A tree of Mongolian cherry
Synonyms: Prunus cerasus var. pumila, Prunus chamaecerasus
Other names: Dwarf cherry, ground cherry, steppe cherry.
Mongolian cherry is native to Ciscaucasia or western Siberia. It is a one of the most winter hardy plants. It is aldo xerophtic in nature. This fruit has, however, spread with time to several European countries.
Three fruits of Mongolian cherry
A spreading bush, 60 – 120 cm high with slender glabrous branchletsbark dark brown with lenticels.
Leaves varying from obo-vate to oblanceolate and lanceolate, 12 mm by 6 mm, apex acuminate or sometimes almost obtuse, closely serrulate, thickish, shining above, the petiole short.
Flowering shoots of a Mongolian cherry tree
Flowers white, in nearly or quite sessile umbels, hermaphrodite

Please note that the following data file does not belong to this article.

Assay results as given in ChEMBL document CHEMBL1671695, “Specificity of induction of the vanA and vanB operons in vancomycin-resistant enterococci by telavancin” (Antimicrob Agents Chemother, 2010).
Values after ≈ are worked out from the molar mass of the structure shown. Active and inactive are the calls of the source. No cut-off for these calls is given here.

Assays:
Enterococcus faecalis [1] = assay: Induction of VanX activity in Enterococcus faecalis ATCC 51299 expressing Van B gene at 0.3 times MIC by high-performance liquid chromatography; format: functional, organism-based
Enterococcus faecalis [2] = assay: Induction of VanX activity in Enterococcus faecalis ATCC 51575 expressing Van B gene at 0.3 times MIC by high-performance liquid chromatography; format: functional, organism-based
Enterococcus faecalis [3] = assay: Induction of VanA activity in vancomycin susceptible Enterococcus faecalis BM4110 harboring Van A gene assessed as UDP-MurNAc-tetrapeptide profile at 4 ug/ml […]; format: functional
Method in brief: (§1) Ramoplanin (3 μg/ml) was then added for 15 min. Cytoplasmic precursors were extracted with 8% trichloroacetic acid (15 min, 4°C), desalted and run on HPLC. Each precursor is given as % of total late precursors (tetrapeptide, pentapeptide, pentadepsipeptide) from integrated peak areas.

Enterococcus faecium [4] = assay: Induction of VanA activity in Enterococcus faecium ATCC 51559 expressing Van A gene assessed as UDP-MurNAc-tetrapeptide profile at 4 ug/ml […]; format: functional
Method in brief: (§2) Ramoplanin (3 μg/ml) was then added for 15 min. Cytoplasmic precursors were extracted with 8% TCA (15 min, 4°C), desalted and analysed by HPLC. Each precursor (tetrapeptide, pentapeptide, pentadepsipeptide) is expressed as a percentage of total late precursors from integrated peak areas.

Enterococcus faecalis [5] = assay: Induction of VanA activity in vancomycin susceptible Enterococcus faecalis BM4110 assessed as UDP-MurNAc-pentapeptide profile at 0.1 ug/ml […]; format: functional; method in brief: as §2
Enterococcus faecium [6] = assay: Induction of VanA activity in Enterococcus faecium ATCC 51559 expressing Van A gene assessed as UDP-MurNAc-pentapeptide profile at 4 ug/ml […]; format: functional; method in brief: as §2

Mongolian cherry flowers
Fruit small, globular, purple-red, very sour.
Fruit light to dark red, globose to pyriform, about 8-25 mm in diameter, ripening in August. The taste is sour-sweet, or tart.
As a sour tasting cherry, the fruit is used in cooking, and for jams and jellies.
The roots of the shrub stabilize soil. It is planted in hedgerows as an ornamental windscreen
The plant requires full sun; that is, it is a steppe rather than a forest plant, although it does form thickets at the edges of open forest.
Multiplication is mostly by seed. But at times it is also grafted on Prunus avium to get a round plant.